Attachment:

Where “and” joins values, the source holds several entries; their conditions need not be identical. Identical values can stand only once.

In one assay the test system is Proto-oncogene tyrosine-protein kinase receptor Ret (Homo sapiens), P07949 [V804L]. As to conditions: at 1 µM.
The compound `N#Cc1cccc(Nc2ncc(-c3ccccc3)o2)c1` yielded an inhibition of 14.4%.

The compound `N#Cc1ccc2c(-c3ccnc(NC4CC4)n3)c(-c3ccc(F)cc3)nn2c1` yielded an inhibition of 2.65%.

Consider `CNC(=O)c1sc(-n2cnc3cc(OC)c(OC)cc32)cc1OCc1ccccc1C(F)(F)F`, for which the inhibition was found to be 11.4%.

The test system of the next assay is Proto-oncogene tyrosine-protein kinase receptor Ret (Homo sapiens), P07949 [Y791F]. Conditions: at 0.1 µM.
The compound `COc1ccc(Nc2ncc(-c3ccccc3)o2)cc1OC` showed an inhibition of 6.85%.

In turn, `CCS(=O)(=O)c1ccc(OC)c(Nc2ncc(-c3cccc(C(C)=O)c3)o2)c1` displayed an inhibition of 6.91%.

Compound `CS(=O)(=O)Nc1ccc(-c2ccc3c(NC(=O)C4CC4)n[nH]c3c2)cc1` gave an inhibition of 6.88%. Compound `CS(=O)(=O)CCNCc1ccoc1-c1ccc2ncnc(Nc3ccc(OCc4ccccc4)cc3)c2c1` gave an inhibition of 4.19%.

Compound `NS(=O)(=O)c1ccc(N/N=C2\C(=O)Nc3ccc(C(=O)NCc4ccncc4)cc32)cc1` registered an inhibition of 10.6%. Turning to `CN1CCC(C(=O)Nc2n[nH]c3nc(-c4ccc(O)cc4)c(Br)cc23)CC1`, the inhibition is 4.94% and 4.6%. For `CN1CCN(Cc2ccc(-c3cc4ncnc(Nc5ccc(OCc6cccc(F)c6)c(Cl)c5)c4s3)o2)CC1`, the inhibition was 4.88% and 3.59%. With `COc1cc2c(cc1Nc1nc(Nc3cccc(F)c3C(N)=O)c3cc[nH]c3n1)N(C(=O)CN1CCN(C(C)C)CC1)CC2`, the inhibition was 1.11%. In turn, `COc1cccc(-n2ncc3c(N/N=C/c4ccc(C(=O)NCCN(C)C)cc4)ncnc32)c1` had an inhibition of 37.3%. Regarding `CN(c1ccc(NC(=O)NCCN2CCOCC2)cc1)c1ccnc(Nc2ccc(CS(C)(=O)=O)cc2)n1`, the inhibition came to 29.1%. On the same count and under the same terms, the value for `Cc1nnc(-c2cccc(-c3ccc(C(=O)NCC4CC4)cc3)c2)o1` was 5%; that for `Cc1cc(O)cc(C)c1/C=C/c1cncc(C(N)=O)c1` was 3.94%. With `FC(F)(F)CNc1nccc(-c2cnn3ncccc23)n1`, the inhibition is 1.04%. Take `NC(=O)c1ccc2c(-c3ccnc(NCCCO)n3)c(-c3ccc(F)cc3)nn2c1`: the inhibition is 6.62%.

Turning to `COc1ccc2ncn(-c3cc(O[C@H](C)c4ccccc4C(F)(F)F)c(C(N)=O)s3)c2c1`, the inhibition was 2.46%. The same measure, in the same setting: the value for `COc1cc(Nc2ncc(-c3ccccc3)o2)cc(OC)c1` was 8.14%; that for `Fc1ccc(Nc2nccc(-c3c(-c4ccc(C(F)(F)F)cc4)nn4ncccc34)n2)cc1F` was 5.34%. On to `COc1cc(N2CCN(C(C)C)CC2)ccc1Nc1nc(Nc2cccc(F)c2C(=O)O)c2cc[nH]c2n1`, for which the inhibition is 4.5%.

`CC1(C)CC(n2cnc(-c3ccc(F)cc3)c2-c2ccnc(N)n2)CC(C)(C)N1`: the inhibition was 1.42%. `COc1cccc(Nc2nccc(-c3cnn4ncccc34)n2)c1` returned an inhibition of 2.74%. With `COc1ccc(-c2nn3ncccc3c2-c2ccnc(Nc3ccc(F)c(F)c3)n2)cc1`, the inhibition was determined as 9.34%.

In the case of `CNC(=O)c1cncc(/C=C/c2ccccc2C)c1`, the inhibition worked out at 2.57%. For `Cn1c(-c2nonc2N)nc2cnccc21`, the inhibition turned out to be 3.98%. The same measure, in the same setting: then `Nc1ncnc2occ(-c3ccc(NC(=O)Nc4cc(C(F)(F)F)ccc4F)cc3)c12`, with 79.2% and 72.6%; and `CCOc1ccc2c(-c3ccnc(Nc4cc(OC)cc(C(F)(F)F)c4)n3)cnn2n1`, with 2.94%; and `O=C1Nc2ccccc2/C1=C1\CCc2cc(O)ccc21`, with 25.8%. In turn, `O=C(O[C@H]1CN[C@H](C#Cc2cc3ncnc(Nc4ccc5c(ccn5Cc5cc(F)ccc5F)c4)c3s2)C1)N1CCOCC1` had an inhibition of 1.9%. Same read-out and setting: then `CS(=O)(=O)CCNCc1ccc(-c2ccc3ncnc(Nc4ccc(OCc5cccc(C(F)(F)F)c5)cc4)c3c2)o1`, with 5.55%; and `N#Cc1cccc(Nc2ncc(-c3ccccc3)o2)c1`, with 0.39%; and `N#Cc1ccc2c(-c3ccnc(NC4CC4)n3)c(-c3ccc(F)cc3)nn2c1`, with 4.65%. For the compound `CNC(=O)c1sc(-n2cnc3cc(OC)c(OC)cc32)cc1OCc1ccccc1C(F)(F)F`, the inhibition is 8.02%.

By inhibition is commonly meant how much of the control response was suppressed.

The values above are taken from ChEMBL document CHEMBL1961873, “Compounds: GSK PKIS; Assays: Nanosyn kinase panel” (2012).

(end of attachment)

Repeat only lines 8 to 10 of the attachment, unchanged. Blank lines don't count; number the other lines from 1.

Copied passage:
In turn, `CCS(=O)(=O)c1ccc(OC)c(Nc2ncc(-c3cccc(C(C)=O)c3)o2)c1` displayed an inhibition of 6.91%.

Compound `CS(=O)(=O)Nc1ccc(-c2ccc3c(NC(=O)C4CC4)n[nH]c3c2)cc1` gave an inhibition of 6.88%. Compound `CS(=O)(=O)CCNCc1ccoc1-c1ccc2ncnc(Nc3ccc(OCc4ccccc4)cc3)c2c1` gave an inhibition of 4.19%.

Compound `NS(=O)(=O)c1ccc(N/N=C2\C(=O)Nc3ccc(C(=O)NCc4ccncc4)cc32)cc1` registered an inhibition of 10.6%. Turning to `CN1CCC(C(=O)Nc2n[nH]c3nc(-c4ccc(O)cc4)c(Br)cc23)CC1`, the inhibition is 4.94% and 4.6%. For `CN1CCN(Cc2ccc(-c3cc4ncnc(Nc5ccc(OCc6cccc(F)c6)c(Cl)c5)c4s3)o2)CC1`, the inhibition was 4.88% and 3.59%. With `COc1cc2c(cc1Nc1nc(Nc3cccc(F)c3C(N)=O)c3cc[nH]c3n1)N(C(=O)CN1CCN(C(C)C)CC1)CC2`, the inhibition was 1.11%. In turn, `COc1cccc(-n2ncc3c(N/N=C/c4ccc(C(=O)NCCN(C)C)cc4)ncnc32)c1` had an inhibition of 37.3%. Regarding `CN(c1ccc(NC(=O)NCCN2CCOCC2)cc1)c1ccnc(Nc2ccc(CS(C)(=O)=O)cc2)n1`, the inhibition came to 29.1%. On the same count and under the same terms, the value for `Cc1nnc(-c2cccc(-c3ccc(C(=O)NCC4CC4)cc3)c2)o1` was 5%; that for `Cc1cc(O)cc(C)c1/C=C/c1cncc(C(N)=O)c1` was 3.94%. With `FC(F)(F)CNc1nccc(-c2cnn3ncccc23)n1`, the inhibition is 1.04%. Take `NC(=O)c1ccc2c(-c3ccnc(NCCCO)n3)c(-c3ccc(F)cc3)nn2c1`: the inhibition is 6.62%.